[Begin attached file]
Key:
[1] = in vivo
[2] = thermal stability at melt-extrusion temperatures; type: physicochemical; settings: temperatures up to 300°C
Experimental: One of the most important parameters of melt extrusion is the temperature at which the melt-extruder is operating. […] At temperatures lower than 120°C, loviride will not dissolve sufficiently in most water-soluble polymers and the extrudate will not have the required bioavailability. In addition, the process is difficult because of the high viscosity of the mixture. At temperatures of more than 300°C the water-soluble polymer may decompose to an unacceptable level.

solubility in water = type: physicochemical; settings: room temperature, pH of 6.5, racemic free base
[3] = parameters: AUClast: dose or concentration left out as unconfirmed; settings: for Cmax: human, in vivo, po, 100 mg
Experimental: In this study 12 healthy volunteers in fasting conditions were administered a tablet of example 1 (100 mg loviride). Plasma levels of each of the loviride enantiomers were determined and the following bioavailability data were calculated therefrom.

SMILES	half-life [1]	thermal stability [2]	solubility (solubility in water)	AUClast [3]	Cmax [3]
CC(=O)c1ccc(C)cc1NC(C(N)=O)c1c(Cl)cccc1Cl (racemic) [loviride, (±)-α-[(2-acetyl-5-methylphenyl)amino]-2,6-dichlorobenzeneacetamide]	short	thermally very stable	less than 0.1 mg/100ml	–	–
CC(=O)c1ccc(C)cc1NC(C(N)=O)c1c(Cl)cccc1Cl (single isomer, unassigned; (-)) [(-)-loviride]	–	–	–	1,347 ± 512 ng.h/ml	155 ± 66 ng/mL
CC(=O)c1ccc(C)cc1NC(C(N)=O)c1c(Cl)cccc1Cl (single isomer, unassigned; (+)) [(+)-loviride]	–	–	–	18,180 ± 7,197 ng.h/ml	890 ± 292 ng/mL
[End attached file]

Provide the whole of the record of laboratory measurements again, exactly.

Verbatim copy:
Key:
[1] = in vivo
[2] = thermal stability at melt-extrusion temperatures; type: physicochemical; settings: temperatures up to 300°C
Experimental: One of the most important parameters of melt extrusion is the temperature at which the melt-extruder is operating. […] At temperatures lower than 120°C, loviride will not dissolve sufficiently in most water-soluble polymers and the extrudate will not have the required bioavailability. In addition, the process is difficult because of the high viscosity of the mixture. At temperatures of more than 300°C the water-soluble polymer may decompose to an unacceptable level.

solubility in water = type: physicochemical; settings: room temperature, pH of 6.5, racemic free base
[3] = parameters: AUClast: dose or concentration left out as unconfirmed; settings: for Cmax: human, in vivo, po, 100 mg
Experimental: In this study 12 healthy volunteers in fasting conditions were administered a tablet of example 1 (100 mg loviride). Plasma levels of each of the loviride enantiomers were determined and the following bioavailability data were calculated therefrom.

SMILES	half-life [1]	thermal stability [2]	solubility (solubility in water)	AUClast [3]	Cmax [3]
CC(=O)c1ccc(C)cc1NC(C(N)=O)c1c(Cl)cccc1Cl (racemic) [loviride, (±)-α-[(2-acetyl-5-methylphenyl)amino]-2,6-dichlorobenzeneacetamide]	short	thermally very stable	less than 0.1 mg/100ml	–	–
CC(=O)c1ccc(C)cc1NC(C(N)=O)c1c(Cl)cccc1Cl (single isomer, unassigned; (-)) [(-)-loviride]	–	–	–	1,347 ± 512 ng.h/ml	155 ± 66 ng/mL
CC(=O)c1ccc(C)cc1NC(C(N)=O)c1c(Cl)cccc1Cl (single isomer, unassigned; (+)) [(+)-loviride]	–	–	–	18,180 ± 7,197 ng.h/ml	890 ± 292 ng/mL